Since the Bologna Declaration in 1999, independence is a concept that has gained much importance in higher education, especially in relation to the independent project. Independence is however a concept which could be understood in different ways in different contexts. Since independence is a central concept in many steering documents on different levels it is reasonable that the higher education practice is influenced by how independence, as a concept, is understood and used. Ambiguities in how independence is understood and used in practice can lead to uncertainty and may even be a barrier to student exchange and hamper international comparability in accordance with the intentions of the Bologna Declaration. The project will therefore explore how the concept of independence is understood and used on different levels, in different education programs, as well as in different countries. The project will explore how the concept is understood and used in two education programs, teacher and journalism education, in two different countries – Russia and Sweden.
Accordingly, the aim of this project is to study how independence is constructed, enabled and enacted in the practice of writing independent projects. These practices will be examined in three substudies; by studying local steering documents, by examining supervision interaction and by investigating supervisors’ and students’ opinions and understandings of independence.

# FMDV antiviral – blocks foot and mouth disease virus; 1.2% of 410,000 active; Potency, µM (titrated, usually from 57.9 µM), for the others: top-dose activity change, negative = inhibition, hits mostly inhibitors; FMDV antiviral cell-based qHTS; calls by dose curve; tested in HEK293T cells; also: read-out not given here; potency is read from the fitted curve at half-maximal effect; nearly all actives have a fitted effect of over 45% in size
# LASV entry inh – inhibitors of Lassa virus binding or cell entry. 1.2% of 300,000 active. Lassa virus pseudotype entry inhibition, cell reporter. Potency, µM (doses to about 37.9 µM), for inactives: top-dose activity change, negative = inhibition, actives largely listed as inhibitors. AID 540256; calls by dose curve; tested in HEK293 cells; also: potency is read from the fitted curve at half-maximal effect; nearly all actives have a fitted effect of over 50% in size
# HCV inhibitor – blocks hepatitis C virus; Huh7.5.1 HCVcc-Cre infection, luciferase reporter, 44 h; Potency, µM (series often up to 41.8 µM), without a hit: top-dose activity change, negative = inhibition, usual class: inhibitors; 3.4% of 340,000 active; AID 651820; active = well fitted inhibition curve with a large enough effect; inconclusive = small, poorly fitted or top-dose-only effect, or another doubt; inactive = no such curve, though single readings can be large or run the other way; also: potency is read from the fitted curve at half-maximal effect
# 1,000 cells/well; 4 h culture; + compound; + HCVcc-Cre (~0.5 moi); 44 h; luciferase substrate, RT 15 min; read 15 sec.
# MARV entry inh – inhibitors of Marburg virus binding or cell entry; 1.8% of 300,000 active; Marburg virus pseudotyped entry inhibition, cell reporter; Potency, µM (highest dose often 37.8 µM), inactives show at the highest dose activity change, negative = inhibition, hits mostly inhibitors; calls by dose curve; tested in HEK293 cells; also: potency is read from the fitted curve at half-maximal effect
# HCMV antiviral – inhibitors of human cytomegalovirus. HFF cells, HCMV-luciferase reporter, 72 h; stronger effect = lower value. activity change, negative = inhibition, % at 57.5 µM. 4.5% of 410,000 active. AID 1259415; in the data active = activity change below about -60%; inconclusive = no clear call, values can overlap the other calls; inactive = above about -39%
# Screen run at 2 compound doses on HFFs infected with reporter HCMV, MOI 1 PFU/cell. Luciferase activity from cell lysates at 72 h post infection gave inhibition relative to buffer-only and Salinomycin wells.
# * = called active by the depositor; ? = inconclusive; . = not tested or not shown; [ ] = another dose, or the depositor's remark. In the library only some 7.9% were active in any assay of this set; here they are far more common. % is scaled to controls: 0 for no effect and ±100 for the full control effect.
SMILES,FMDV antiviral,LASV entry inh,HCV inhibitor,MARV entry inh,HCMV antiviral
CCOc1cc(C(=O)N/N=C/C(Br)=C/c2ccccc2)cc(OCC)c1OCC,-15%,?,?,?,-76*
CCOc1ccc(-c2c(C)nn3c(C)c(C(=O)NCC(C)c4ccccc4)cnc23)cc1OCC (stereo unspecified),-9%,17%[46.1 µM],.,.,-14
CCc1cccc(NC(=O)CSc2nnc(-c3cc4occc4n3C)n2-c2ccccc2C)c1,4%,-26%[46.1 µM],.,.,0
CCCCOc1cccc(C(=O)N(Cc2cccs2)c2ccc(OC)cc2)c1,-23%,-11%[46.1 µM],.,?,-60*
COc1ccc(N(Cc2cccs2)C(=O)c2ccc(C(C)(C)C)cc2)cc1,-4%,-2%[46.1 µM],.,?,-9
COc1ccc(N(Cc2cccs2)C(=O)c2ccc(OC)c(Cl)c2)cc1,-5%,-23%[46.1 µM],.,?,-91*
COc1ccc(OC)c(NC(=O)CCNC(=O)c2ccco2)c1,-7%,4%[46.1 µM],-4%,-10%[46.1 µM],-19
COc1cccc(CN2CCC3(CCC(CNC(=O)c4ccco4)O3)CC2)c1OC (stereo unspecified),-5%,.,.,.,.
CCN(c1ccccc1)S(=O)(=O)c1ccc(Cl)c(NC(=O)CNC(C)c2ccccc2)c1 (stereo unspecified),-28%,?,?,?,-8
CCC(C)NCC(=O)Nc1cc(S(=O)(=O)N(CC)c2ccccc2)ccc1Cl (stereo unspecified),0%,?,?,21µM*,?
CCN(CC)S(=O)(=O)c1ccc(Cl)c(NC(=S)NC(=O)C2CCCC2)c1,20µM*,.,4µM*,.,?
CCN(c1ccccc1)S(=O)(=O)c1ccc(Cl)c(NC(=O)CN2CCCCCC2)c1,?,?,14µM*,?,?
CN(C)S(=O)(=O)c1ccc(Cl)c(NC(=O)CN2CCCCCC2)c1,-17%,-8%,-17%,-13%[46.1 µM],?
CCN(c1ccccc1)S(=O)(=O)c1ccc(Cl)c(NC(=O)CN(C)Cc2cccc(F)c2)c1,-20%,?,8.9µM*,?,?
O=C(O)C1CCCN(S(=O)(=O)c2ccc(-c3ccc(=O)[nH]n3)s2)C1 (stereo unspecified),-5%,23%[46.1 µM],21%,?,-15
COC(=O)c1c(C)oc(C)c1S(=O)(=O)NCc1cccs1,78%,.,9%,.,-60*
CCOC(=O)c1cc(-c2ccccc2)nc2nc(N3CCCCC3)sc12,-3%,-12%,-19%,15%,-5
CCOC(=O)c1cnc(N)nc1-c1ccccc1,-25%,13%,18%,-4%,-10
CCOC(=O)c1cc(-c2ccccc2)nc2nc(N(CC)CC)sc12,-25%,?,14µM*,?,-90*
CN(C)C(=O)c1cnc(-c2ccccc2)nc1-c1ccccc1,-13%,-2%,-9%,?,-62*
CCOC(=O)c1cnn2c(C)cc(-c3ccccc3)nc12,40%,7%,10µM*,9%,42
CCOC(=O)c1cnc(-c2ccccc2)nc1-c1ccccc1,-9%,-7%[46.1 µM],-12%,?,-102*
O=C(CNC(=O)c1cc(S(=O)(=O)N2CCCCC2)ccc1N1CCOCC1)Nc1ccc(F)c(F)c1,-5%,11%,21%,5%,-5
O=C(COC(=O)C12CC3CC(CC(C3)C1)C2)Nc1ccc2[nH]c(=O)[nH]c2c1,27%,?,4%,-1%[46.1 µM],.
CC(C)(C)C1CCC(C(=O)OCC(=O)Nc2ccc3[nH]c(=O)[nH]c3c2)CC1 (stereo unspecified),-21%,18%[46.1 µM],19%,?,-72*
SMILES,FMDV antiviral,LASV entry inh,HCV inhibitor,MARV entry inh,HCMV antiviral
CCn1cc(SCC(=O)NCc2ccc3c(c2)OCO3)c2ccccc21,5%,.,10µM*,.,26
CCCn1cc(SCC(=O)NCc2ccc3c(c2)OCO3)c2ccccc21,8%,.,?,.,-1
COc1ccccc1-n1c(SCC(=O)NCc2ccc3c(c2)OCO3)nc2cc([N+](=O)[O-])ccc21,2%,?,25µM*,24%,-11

The framework for our study is socio-cultural, where the context for writing an independent project is of special importance. We ground our study in the theory around communicative activity types, a theoretical synthesis between micro-based conversational analysis and macro-oriented contextual analysis. The project will study both macro-perspectives through analysis of steering documents, and micro-perspectives through analysis of supervision interaction. In addition, the project has a comparative approach, focussing on differences in ideological or value-based perspectives between the two countries.
The project will fill research gaps and develop the theoretical framework concerning independence, independent projects and supervision, especially as regards empirical studies. The project will also provide practitioners with a theoretical ground and a meta-language to discuss and lift observations from their own practice, thus leading to pedagogical development. Finally the project will contribute to the research area around higher education and internationalization.
|Final report - Jenny Magnusson - Independence in higher education: A comparative study of Sweden and Russia|